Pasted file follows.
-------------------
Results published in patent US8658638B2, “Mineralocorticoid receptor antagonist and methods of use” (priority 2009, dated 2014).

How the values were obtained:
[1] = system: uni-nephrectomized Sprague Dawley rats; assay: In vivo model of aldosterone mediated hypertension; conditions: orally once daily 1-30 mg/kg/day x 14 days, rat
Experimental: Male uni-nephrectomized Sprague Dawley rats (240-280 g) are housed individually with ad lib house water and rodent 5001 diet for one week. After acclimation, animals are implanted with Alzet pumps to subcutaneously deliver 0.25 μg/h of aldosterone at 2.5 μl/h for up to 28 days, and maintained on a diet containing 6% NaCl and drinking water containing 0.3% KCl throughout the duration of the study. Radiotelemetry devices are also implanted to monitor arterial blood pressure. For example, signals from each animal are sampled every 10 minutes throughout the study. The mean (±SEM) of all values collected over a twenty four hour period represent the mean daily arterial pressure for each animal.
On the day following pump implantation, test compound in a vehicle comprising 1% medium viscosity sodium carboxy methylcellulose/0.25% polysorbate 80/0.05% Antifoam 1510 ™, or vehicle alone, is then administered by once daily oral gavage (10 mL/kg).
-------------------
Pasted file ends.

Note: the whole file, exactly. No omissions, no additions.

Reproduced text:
Results published in patent US8658638B2, “Mineralocorticoid receptor antagonist and methods of use” (priority 2009, dated 2014).

How the values were obtained:
[1] = system: uni-nephrectomized Sprague Dawley rats; assay: In vivo model of aldosterone mediated hypertension; conditions: orally once daily 1-30 mg/kg/day x 14 days, rat
Experimental: Male uni-nephrectomized Sprague Dawley rats (240-280 g) are housed individually with ad lib house water and rodent 5001 diet for one week. After acclimation, animals are implanted with Alzet pumps to subcutaneously deliver 0.25 μg/h of aldosterone at 2.5 μl/h for up to 28 days, and maintained on a diet containing 6% NaCl and drinking water containing 0.3% KCl throughout the duration of the study. Radiotelemetry devices are also implanted to monitor arterial blood pressure. For example, signals from each animal are sampled every 10 minutes throughout the study. The mean (±SEM) of all values collected over a twenty four hour period represent the mean daily arterial pressure for each animal.
On the day following pump implantation, test compound in a vehicle comprising 1% medium viscosity sodium carboxy methylcellulose/0.25% polysorbate 80/0.05% Antifoam 1510 ™, or vehicle alone, is then administered by once daily oral gavage (10 mL/kg).